|Established||Holy Text||Leader||Notable Denominations|
|Unknown||The Kel||Decentralized||Gatewatchers, Cirrus|
Though it is the de facto belief for Kettlah, Remiges can be broadly applied. At its core, Remiges stems from the choices made by Niu and Haket concerning what to do over the knowledge of the future. As seen in writings on ket philosophy such as Questions of Why?, some kets are able to have visions of the future, and these visions are usually disseminated across tribes so that many know. But then, what is to do with this knowledge? Haket passed on Sham’ayn’s prohibitions to Niu in that any steps taken to prepare for the future—either to make it more or less likely—could alter the vision. Yet, the knowledge inherently changes a mortal.
The practice of Remiges for kets is coming to terms with the philosophical questions that arise from this. Many view it as preferable to live life as normally as possible following any knowledge of the future and if it comes to be, it will come to be. Visions of the future are often incomplete, featuring time information but not location, or vice versa so kets are left to figure out whether arriving at the where or when and waiting for the other is preferable to happening upon the right place at the right time.
While the practices and beliefs can be traced to the first celebration of the Gate of the Past in 192 B.T., it was not until kets achieved widespread interstellar travel and the teachings of Haket and the first five kets coalesced into the Kel that these disparate systems became known as Remiges. More akin to a philosophy than religion, belief is still required of the first kets as well as Haket, which by default all kets are assumed to possess. As the Kel is entirely recounted from centuries of telepathic traditions before the kets first writing systems were invented and the original locations of the Gates have yet to be found, belief is inherently required.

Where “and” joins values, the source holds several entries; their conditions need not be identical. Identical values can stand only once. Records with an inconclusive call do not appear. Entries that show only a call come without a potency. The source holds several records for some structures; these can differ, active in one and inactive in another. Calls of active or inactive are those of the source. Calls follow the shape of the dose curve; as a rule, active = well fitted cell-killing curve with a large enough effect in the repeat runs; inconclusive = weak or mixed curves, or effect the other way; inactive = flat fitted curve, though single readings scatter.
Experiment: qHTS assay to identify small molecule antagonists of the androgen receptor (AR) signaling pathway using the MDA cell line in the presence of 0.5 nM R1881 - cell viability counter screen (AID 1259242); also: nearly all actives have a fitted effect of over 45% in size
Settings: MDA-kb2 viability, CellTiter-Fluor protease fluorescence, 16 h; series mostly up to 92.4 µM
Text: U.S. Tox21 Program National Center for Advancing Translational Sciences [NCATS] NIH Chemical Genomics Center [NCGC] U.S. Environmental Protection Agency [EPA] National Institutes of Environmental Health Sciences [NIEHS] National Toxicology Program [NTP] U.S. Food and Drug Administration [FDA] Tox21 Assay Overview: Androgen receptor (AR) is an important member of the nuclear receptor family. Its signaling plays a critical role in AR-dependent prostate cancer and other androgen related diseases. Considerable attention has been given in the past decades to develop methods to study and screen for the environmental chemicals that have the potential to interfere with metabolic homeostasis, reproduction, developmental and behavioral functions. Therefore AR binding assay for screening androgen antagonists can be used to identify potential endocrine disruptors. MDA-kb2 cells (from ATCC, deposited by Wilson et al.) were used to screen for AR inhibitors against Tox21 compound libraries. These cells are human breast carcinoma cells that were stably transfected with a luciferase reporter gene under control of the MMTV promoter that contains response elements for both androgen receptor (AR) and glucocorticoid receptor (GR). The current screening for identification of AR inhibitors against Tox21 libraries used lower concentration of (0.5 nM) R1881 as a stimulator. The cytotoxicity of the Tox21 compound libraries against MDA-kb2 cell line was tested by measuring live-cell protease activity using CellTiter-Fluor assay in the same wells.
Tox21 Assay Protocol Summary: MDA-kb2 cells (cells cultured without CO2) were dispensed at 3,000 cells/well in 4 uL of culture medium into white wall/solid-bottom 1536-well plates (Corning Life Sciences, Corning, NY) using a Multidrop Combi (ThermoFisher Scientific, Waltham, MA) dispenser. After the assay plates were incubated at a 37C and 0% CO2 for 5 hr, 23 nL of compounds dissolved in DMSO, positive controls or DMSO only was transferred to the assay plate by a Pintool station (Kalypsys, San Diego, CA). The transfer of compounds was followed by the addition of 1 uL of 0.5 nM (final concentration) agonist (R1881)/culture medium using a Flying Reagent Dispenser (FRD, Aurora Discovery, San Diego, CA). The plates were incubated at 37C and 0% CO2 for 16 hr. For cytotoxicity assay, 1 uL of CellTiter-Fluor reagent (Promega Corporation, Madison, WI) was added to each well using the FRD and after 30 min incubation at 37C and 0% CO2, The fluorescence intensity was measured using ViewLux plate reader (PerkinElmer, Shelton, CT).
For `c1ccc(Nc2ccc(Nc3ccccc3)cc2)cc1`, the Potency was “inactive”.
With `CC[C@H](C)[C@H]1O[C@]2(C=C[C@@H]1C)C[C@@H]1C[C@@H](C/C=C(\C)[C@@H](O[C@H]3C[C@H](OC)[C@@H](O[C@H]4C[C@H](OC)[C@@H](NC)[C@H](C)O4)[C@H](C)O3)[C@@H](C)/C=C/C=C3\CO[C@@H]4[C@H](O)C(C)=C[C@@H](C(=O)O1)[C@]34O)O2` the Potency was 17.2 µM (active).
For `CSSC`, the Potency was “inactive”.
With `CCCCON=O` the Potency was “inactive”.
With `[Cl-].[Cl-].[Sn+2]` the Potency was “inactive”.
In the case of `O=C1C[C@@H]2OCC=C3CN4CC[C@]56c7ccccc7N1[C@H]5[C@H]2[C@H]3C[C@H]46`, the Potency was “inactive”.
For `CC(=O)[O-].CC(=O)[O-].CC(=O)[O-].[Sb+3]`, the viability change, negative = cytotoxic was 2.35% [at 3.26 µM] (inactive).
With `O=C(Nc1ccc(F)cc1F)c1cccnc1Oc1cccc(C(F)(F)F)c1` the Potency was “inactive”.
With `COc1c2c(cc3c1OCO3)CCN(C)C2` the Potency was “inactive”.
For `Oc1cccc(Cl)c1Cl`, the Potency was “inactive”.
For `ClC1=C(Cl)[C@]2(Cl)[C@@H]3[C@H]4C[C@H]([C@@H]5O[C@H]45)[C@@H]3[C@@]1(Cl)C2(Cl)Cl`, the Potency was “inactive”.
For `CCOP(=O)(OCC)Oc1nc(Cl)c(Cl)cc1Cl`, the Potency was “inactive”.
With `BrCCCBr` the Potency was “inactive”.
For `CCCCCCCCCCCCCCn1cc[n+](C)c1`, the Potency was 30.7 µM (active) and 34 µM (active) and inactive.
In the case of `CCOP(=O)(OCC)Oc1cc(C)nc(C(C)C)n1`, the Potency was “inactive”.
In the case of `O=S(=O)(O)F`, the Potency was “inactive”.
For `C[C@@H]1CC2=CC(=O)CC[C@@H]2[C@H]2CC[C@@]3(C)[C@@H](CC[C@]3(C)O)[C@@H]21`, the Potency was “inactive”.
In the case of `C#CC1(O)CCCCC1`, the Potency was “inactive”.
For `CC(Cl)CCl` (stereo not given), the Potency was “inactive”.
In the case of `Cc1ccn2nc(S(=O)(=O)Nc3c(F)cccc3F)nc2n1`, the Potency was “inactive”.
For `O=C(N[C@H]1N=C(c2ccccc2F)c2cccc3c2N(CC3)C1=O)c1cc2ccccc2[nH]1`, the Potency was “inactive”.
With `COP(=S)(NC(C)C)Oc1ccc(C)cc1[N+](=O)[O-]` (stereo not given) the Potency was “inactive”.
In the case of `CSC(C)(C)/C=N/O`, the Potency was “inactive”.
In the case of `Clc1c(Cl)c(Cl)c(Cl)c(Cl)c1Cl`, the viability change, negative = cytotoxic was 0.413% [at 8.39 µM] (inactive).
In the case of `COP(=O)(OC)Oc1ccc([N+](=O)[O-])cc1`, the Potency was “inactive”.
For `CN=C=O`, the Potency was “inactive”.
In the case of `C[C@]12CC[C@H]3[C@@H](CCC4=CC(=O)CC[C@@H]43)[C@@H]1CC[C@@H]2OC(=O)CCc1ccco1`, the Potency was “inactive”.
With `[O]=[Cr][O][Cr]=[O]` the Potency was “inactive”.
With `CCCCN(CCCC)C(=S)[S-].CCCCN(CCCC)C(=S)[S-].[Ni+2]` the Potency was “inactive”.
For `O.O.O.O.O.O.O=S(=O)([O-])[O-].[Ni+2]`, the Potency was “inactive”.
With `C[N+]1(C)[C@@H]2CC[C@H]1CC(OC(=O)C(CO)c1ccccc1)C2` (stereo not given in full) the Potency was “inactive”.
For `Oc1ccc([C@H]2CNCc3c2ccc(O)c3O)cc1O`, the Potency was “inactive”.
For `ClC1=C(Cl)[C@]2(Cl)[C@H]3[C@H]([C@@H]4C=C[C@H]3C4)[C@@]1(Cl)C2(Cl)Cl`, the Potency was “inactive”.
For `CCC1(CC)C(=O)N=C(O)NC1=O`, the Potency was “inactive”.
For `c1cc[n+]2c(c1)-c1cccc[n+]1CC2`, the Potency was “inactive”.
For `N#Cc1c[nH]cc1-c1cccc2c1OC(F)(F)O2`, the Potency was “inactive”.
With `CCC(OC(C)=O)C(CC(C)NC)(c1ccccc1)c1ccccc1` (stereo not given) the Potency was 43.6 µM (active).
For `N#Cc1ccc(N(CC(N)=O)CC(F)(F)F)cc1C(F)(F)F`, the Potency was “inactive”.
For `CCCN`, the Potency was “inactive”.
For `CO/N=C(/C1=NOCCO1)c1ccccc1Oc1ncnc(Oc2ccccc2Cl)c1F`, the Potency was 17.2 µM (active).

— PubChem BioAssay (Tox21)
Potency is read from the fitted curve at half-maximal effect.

The practices stem from the abilities of kets to commune with those who have passed, reach the memories of ancestors of other living creatures, and at time see glimpses of the future. A core teaching from the wise is that in order to access any of these abilities, ones soul must be ready and prepared, which is achieved by consistent meditation. Using the abilities should also lead to consistent meditation, as a ket grapples with what they have seen.
The most widely practiced observance is the meditation, a state similar to sleep where a majority of the body shuts down to leave the brain and spirit functioning in their fullest capacity. It usually takes decades to master the meditation, and is often being honed by the time a ket returns to their tribe as early as their 60s. The state of meditation is a goal for all kets, and rare few are able to achieve visions of the future in this state. Kets who are able to relive ancestral memories of mortals they encounter enter a similar state to use the ability. Most kets who achieve a true state of meditation will slightly levitate, though it is uncommon to be more than a few centimeters off the ground.